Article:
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Some in Congress think we need more ICBMs, like this Minuteman ballistic missile. Credit: Photo by Airman 1st Class Aubree Owens

The Union of Concerned Scientists, in an article published by China analyst Robert Rust, slammed the moves now underway in the U.S. Congress to expand the U.S. nuclear arsenal, and calling it “the blueprint for a new arms race.” This is being motivated by the report of the U.S. Strategic Posture Commission in a report issued last fall. Rust unveils that Gen. Anthony Cotton, commander of U.S. Strategic Command, in recent testimony to the Senate Armed Services Committee, suggested the Strategic Posture Review (SPR) “validated many of the things” Strategic Command is already looking at, and that studies of the Commission’s recommendations are already underway. “Some of the report’s recommendations include increasing deployed warheads, increasing missile, submarine and bomber production, and exploring the development of alternative delivery systems like road-mobile intercontinental ballistic missiles (ICBMs),” Rust writes.

It appears the U.S. Congress is getting to work on the recommendations. Indeed, the House Appropriations Committee, though actually cutting the Sentinel ICBM program by 8.7% (due to frustration over cost overruns), has also recommended that the Air Force study “the feasibility of fielding some portion of the future intercontinental ballistic missile force in a road-mobile configuration.”

Rust’s particular target is the “Restoring American Deterrence Act,” legislation co-sponsored by Senators Deb Fischer, Angus King and Roger Wicker. Wicker, it will be recalled, infamously encouraged for nuclear strikes against Russia in late 2021. Their proposed legislation “calls for several measures to expand the U.S. nuclear arsenal, like adding another 50 Sentinel ICBMs to the current plan and kickstarting U.S. domestic uranium enrichment,” Rust reports. “Perhaps most concerningly, it also calls for changes to the Atomic Energy Defense Act’s Stockpile Stewardship Program that would task the national labs with enhancing rather than maintaining the nuclear stockpile.”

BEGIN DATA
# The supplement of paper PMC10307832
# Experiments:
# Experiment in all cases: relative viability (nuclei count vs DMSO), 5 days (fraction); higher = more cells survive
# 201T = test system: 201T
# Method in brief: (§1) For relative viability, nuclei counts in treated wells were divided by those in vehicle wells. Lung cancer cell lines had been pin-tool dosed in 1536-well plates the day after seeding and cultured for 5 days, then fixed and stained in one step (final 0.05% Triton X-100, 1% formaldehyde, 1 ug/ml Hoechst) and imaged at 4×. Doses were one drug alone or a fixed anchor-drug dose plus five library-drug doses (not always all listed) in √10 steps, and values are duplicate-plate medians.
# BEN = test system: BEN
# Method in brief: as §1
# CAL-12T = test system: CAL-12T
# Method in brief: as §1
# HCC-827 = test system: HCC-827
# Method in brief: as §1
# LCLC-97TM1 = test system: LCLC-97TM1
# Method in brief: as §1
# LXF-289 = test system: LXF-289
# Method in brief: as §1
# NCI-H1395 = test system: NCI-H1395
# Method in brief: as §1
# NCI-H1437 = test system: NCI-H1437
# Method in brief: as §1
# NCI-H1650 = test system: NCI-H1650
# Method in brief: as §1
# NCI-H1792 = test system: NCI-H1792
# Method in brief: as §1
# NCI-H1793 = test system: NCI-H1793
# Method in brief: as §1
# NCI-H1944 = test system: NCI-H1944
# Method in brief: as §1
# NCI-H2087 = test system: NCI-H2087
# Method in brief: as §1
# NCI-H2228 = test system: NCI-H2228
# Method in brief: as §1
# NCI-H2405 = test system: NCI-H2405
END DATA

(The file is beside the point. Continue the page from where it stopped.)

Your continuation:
“Senator Fischer and her co-sponsors have prepared a bill that lays the groundwork for a disastrous arms race, one that would raise tensions and lock the United States, Russia, and China into a destructive cycle certain to further erode U.S. security,” Rust warns. “The SPR report’s argument that the U.S. will soon face two ‘nuclear peers’ in China and Russia dramatically understates the U.S. nuclear triad’s strength and size relative to China’s and neglects to consider how Russia and China would respond to a U.S. nuclear buildup. Implementing the SPR’s recommendations would increase the danger of nuclear war, not reduce it.”

At the end, Rust concludes that if this discussion gains traction in Washington, we will continue to “lurch closer to the precipice of an arms race that will have no winners, only losers.”